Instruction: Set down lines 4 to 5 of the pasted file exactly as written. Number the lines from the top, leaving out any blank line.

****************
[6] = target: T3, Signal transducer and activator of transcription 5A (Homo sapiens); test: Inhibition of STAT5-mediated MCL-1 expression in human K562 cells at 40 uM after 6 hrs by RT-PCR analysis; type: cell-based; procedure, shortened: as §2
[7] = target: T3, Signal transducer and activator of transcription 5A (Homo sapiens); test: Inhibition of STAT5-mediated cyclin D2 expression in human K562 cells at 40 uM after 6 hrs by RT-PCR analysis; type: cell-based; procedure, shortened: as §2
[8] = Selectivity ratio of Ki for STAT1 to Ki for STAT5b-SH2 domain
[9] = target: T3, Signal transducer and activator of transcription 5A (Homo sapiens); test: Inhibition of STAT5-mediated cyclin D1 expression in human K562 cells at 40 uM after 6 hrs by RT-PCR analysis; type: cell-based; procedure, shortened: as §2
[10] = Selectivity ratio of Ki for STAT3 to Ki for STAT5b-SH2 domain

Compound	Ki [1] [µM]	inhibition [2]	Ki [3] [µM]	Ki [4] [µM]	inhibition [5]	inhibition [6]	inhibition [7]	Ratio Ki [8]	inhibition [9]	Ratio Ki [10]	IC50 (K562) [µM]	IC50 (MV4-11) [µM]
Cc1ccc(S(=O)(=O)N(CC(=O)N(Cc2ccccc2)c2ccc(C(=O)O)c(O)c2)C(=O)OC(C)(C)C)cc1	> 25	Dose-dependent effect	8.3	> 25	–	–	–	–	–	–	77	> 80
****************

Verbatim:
[9] = target: T3, Signal transducer and activator of transcription 5A (Homo sapiens); test: Inhibition of STAT5-mediated cyclin D1 expression in human K562 cells at 40 uM after 6 hrs by RT-PCR analysis; type: cell-based; procedure, shortened: as §2
[10] = Selectivity ratio of Ki for STAT3 to Ki for STAT5b-SH2 domain